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  • Brittany Podsobinski

Does your child know how to listen?

Updated: Aug 14, 2021

Talk to any frustrated parent, and one of the most common complaints is that their kid doesn't listen! This could mean they make a request and get ignored, or they tell their child to do something and are told, "NO!". Either way it can create feelings of frustration, anger, or helplessness. Then in this state of high emotions the parent begins to feel like, "I must get them to do what I say", so they resort to yelling, making threats, or bribing. Now everyone is in a bad mood, the parent is wondering why their kid just can't listen when they ask them to do something? Life would be so much easier if they would just do what I said. Sound familiar?


When I found myself in this pattern with my own two kids, I decided to get curious. I pretended they didn't know how to listen (just like they need to learn how to tie their shoes, ride a bike, or pull up their pants). As a former teacher I know modeling is one of the best ways for them to learn, so I started looking at how I was modeling good listening skills, and what even are good listening skills?


Right away I noticed that most of the time I was half listening to what my kids were saying, because I was distracted with some other task. I would give an, “uh huh” or “yeah?” every time they paused, and then realize after a few seconds that I had no idea what they were talking about.


First lesson : hearing is not the same as listening


Step ONE stop what I was doing, make eye contact, and listen intently, OR say, "I hear you talking, but I'm in the middle of something and can't be a good listener right now. I can listen as soon as I'm done with ___________". Doing this made me conscious of how many times my kids were hearing me, but not listening because they were engaged in something else and couldn't actually process what I was saying.




Once I made sure I was listening intently I realized my next habit. As I was listening I would immediately go into problem solving mode, offering suggestions or giving a solution. Often I wouldn't even let them finish before I was butting in.


Second lesson : listen without interrupting


Step TWO listen intently without interrupting. When they paused, I would repeat back what I heard, or ask a question, or name a potential feeling to see if I was understanding. Then listen to see if I was on the right track.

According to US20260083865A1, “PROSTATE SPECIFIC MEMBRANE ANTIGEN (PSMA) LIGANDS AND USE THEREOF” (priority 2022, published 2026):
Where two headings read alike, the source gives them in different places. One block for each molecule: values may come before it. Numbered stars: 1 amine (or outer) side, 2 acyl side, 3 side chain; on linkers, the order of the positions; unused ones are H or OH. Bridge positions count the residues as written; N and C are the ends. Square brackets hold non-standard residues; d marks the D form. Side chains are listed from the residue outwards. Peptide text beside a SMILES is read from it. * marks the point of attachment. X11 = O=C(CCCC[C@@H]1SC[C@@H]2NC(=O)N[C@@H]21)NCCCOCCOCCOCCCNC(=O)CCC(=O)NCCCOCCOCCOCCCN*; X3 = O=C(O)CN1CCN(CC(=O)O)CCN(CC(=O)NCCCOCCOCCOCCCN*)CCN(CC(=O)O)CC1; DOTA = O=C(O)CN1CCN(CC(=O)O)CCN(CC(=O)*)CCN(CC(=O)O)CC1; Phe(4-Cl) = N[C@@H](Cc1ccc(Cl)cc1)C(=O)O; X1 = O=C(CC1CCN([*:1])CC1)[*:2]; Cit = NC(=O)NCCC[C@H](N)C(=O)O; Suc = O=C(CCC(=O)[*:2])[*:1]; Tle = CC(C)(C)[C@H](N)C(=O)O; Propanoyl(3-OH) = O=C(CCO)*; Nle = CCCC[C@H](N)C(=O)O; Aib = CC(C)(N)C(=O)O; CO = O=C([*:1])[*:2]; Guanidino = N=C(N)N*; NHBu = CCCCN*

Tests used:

Over the next few days I realized how much I had been solving for my kids, when they were fully capable of solving problems on their own. Or sometimes there wasn't even a problem to solve, they just wanted to be heard.


This also helped diffuse a bedtime meltdown. My husband and I thought we knew what the problem was- our son was overtired, and wanted to play instead of getting on PJs and going to bed. We tried suggesting fun ways to get ready for bed- he said these were boring! We tried reminding him that it was bedtime, and we could play more tomorrow. We tried telling him it was time for PJs, and we’d sit there in his room until he was ready.




But our suggestions infuriated him more, and I could sense we were close to the point of no return, where he wouldn't be able to "hear" us at all, and it would be a full on meltdown. So I changed directions and decided to really listen.


Me - You don't want to get ready for bed. What's going on?

5yo - Getting PJs on is boring

Me- You think getting your PJs on is boring.

5 yo- Yeah. I want to do something fun!

Me- You want to do something fun instead.

5yo- Yeah.

Me- What would make it more fun?

5yo- I want to cuddle dad in my bed.

Me- You want to cuddle dad in your bed. That sounds really nice, how do you want to get on your PJs before you get into bed?

5yo- I want to do it upside down!!

Me- You want to get your PJs on upside down. That’s really silly! Let’s try!


By actually listening and asking questions instead of peppering him with ideas and solutions, he came to his own solution that worked for everyone. And we even managed to have some fun doing it!


P.S. If you want more tips on how to get your kids to listen, download this one page PDF guide - How Can I Get My Kid to Listen



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